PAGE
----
Heinrich G.,CiS Research Institute for Micro Sensors and Photovoltaics | Heinrich G.,TU Ilmenau | Lawerenz A.,CiS Research Institute for Micro Sensors and Photovoltaics
Solar Energy Materials and Solar Cells | Year: 2014

In this article, silicon nitride (SiNx) layers deposited on planar silicon wafers with two different doped areas (emitter: highly phosphorous doped and bulk: lightly boron doped) were locally irradiated by laser pulses. Our investigation is focused on the ablation mechanisms. For that purpose, an ultra-short laser source (pulse duration 0.3-12 ps, wavelength 1025 nm, Gaussian profile) was used. For high pulse durations and low fluences the SiNx layer is removed completely by lift-off. However, for lower pulse durations and higher fluences, the SiNx layer is not completely removed, due to direct ablation. By using an emitter, direct ablation of SiNx layers were observed also for higher pulse durations. Thus, the absorption process in the SiNx layer can be described as avalanche ionization with seed electrons from silicon. © 2013 Elsevier B.V.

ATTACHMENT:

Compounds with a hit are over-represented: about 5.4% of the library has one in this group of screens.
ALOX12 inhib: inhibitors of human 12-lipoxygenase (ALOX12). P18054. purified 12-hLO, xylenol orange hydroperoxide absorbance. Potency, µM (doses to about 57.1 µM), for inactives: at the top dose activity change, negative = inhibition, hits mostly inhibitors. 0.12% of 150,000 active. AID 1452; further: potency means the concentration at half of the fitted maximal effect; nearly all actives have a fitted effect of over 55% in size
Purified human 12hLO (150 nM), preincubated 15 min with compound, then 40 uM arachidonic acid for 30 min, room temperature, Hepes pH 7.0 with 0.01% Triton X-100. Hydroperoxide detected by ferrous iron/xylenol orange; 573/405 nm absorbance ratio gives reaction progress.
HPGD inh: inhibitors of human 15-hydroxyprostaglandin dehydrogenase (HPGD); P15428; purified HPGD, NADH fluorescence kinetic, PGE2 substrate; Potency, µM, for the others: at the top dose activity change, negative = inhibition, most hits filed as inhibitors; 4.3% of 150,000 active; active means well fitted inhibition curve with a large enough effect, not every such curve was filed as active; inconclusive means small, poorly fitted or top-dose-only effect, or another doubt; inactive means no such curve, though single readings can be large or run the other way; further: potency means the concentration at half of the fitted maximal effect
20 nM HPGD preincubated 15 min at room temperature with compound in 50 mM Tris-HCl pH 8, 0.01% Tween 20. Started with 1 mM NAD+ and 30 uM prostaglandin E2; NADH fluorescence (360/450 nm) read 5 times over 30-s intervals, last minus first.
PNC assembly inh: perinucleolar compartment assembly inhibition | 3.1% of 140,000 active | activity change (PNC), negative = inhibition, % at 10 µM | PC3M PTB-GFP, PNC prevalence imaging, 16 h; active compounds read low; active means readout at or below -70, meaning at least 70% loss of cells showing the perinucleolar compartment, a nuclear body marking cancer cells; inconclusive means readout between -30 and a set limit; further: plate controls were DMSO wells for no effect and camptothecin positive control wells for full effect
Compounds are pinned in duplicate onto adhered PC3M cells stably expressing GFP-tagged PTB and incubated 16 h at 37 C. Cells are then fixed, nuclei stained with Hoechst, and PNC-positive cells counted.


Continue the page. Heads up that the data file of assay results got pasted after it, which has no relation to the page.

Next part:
Moller C.,CiS Research Institute for Micro Sensors and Photovoltaics | Moller C.,TU Ilmenau | Lauer K.,CiS Research Institute for Micro Sensors and Photovoltaics
Physica Status Solidi - Rapid Research Letters | Year: 2013

Light-induced degradation of charge carrier lifetime was observed in indium-doped silicon. After defect formation, an annealing step at 200 °C for 10 min deactivates the defect and the initial charge carrier lifetime is fully recovered. The observed time range of the defect kinetics is similar to the well known defect kinetics of the light-induced degradation in boron-doped samples. Differences between defect formation in boron- and indium-doped silicon are detected and discussed. A new model based on an acceptor self-interstitial ASi-Sii defect is proposed and established with experimental findings and existing ab-initio simulations. Charge carrier lifetime degradation during light soaking of indium-doped samples with different oxygen concentrations. © 2013 WILEY-VCH Verlag GmbH & Co. KGaA, Weinheim.


Kegel J.,HTW Berlin University of Applied Sciences | Kegel J.,Helmholtz Center Berlin | Angermann H.,Helmholtz Center Berlin | Sturzebecher U.,CiS Research Institute for Micro Sensors and Photovoltaics | Stegemann B.,HTW Berlin University of Applied Sciences
Energy Procedia | Year: 2013